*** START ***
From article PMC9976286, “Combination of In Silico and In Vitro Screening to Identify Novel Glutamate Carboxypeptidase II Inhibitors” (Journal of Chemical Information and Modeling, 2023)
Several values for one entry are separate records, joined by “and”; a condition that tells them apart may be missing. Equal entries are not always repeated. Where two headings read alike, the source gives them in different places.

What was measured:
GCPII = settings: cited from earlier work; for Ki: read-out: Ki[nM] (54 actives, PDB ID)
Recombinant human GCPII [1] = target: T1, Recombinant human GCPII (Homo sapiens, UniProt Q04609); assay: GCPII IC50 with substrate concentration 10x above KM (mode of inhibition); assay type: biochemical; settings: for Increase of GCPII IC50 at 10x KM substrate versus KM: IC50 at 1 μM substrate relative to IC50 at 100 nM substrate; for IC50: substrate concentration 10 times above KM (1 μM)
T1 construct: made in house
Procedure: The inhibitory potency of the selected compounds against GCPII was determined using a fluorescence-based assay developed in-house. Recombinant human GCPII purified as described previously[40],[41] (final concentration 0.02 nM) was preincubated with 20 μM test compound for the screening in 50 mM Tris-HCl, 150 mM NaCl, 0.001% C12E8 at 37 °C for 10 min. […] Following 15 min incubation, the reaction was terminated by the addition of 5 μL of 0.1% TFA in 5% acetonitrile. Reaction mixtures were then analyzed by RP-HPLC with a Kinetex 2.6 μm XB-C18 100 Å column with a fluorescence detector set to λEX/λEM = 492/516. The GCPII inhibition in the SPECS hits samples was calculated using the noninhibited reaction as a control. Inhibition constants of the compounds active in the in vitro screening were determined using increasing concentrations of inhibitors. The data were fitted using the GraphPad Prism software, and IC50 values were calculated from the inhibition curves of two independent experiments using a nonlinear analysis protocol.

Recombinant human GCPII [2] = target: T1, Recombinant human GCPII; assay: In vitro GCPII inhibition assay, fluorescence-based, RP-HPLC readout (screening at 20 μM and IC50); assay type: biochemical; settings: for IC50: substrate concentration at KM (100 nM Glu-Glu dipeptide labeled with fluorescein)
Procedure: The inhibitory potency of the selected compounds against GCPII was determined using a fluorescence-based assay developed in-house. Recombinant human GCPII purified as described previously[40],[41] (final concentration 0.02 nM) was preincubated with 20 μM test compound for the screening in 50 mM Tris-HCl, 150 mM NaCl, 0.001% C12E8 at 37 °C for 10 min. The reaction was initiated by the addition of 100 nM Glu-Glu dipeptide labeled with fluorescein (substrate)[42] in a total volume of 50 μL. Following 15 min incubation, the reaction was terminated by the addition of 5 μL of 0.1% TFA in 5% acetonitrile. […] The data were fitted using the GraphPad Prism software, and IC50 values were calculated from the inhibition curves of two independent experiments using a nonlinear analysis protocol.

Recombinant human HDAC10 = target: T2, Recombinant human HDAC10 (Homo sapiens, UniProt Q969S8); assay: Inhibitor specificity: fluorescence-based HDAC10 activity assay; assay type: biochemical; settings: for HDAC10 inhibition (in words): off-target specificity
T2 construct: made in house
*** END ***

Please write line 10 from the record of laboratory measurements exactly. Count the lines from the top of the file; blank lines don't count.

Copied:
Recombinant human HDAC10 = target: T2, Recombinant human HDAC10 (Homo sapiens, UniProt Q969S8); assay: Inhibitor specificity: fluorescence-based HDAC10 activity assay; assay type: biochemical; settings: for HDAC10 inhibition (in words): off-target specificity